Trusted Legal Guidance for Divorce and Custody Cases
Divorce brings change not only for adults, but also for children. Every family member must adapt to a new way of living. The more parents know about divorce, the better they are able to cope with the changes and help their children to adjust.
Divorce is painful. Children feel hurt and helpless when parents divorce. They are emotionally attached to both parents, and most children want their parents to stay together. When divorce occurs, children, as well as parents, go through a grieving process that creates feelings of disbelief, anger, sadness, and depression.
Children experience a number of losses, including the loss of important relationships with family members and friends, change in environment, loss of family traditions, and loss of their sense of who they are. Parents experience hurt and helplessness from what happened during the marriage, events that occurred at the time of separation, and the divorce process.
Divorce is an extremely difficult time, and parents tend to blame each other for problems. They sometimes do and say terrible things to each other and are unaware of the negative impact their behavior has on children.
Children’s ability to cope during the divorce process and afterwards is based on the parents’ relationship after the divorce and the parents’ relationships with their children. Parents’ attitudes and actions make a big difference in how children adjust to divorce.
While parents may not be able to be friends after divorce, their dealings with each other and their promotion of positive relationships between their children and the other parent are key to children’s ability to cope.
Contact the Law Office of Cindy L. Thomas today for a no obligation consultation and let us discuss your legal needs with great care and consideration. You'll get an experienced guidance from our empathetic attorney.
Learn How to Deal with the Stages of Divorce
Divorce is emotional for adults as well as children. Stages of divorce include denial, bargaining, anger, depression, and acceptance. Due to the extensive nature of divorce disputes and the law involved, this subject is best left to an in-depth discussion with your attorney.
- Denial is where it is hard to comprehend the relationship is over. Denial insulates from fear about the loss of the relationship and the feelings of rejection, loneliness, and depression. Both adults and children may become withdrawn and isolated. Alternatively, they may become highly active to block out the pain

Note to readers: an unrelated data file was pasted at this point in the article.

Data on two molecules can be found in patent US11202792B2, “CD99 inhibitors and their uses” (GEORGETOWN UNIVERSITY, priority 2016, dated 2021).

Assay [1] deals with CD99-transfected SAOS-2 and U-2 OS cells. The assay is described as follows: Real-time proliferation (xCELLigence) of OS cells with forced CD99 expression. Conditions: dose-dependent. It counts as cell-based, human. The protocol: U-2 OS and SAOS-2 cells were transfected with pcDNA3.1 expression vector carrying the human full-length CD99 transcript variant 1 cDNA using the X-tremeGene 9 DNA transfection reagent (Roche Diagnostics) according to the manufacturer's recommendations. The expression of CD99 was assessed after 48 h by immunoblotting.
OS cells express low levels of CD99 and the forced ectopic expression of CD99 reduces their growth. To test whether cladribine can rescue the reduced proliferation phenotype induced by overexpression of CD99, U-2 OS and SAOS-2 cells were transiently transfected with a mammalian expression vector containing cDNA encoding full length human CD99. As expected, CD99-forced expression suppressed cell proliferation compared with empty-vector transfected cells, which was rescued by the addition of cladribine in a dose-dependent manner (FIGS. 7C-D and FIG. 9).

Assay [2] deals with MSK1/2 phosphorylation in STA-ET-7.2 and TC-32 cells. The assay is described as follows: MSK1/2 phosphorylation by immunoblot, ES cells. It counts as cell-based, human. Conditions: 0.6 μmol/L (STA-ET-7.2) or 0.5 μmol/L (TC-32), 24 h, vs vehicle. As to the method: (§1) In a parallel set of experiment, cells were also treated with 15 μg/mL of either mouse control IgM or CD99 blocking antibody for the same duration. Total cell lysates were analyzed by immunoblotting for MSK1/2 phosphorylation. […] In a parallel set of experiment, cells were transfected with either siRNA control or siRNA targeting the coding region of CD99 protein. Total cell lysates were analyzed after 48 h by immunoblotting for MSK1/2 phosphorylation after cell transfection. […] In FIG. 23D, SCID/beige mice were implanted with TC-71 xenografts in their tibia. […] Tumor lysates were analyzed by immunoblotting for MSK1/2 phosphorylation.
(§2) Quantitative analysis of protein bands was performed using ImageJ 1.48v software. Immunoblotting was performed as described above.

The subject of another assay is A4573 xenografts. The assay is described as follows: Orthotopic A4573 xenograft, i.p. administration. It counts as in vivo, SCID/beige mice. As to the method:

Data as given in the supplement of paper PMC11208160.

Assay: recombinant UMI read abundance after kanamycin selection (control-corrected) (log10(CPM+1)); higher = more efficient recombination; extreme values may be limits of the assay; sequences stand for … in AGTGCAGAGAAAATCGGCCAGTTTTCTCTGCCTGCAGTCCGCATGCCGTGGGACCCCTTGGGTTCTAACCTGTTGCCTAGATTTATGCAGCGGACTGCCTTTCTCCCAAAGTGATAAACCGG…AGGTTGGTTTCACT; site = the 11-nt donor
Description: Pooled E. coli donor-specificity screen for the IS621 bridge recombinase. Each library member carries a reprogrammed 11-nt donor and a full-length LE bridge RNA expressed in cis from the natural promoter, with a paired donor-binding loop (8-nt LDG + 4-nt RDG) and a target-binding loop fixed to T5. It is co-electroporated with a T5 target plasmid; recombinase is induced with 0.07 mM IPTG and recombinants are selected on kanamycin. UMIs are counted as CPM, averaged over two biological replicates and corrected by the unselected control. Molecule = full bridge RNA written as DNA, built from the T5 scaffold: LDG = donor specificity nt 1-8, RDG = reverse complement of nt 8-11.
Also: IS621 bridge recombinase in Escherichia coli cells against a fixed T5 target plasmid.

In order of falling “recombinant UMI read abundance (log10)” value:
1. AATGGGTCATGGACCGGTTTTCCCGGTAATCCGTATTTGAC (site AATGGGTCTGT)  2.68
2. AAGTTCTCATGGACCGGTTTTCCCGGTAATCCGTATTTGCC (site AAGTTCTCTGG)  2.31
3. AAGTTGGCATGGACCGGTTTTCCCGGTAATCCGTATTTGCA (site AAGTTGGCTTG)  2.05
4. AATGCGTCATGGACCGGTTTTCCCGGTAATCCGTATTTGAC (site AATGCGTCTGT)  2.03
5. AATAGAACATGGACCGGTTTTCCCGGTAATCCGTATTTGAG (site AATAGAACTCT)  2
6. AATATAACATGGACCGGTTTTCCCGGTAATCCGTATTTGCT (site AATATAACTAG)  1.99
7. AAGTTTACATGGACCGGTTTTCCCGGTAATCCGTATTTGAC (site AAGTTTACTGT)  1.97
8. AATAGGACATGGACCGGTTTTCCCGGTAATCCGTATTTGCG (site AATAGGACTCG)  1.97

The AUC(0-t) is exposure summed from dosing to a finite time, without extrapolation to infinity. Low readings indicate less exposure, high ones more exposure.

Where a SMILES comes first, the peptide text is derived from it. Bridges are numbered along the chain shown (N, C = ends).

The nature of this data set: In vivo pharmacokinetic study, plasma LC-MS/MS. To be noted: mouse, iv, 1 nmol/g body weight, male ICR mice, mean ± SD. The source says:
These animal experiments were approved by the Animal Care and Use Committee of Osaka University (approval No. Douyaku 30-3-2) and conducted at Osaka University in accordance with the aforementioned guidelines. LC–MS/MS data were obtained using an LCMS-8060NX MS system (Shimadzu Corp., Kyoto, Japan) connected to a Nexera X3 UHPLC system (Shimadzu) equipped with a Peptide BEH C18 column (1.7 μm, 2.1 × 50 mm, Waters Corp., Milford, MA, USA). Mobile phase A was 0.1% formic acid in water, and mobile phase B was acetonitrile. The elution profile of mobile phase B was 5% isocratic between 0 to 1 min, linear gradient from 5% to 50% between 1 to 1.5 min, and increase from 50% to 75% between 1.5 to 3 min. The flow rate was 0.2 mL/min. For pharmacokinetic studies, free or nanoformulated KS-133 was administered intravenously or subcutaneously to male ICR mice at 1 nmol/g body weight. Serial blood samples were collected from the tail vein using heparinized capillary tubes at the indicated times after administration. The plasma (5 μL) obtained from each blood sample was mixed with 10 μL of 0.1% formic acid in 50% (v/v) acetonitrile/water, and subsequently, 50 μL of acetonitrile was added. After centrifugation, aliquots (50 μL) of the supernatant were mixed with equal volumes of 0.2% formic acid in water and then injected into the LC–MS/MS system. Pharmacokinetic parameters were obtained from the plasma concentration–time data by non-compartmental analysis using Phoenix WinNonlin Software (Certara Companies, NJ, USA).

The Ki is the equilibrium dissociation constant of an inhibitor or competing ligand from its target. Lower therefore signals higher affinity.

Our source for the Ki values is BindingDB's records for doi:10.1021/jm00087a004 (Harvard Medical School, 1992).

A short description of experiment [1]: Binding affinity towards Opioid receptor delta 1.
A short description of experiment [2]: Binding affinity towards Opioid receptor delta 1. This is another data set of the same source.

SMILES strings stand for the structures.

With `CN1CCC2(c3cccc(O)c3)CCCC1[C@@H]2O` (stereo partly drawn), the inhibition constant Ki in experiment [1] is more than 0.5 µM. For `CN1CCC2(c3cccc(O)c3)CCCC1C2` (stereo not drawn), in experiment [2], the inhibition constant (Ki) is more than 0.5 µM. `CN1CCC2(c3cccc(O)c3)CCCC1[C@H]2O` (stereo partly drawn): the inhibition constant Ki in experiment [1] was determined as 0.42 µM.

- Bargaining is where adults attempt to determine ways the relationship may be saved suggesting steps, such as counseling or otherwise working together to resolve differences. Bargaining may also be where children make promises to do chores or to be good to save the relationship
- Anger occurs when the realization hits that needs have not been met in the relationship. Anger may be directed inward or toward others. Children may place blame on the parent they believe to be “at fault”
- Depression may set in when adults admit the relationship is over and are saddened by the failure. Children may also go through depression displaying feelings of inadequacy about their ability to be loved
- Acceptance is when adults and children are able to adjust to the changes and move forward. When anger, grief, and guilt dissolve, focus on the future becomes possible
- Children need their parents to help them through the losses and changes they are experiencing. To make healthy adjustments, children need predictability including regular routines, healthy environments, frequent and regular contact with both parents, continued contact with friends and relatives of both parents, and parents should put their children’s need for priority above the parent’s need for a new relationship
- Children need relationships with both parents, including each parent being respectful to the other parent, the ability to have family photos with the other parent, the ability to express their feelings for the other parent, the ability to have regular quality contact with the other parent (regardless of whether it is “scheduled” parenting time), and encouragement to maintain a strong bond with the other parent
- Children should be kept out of the middle. They are not messengers or spies or weapons against the other parent. Parents should not question children as to the other parent’s home, should not argue with the other parent in front of the children, and should never discuss legal actions or encourage children to take sides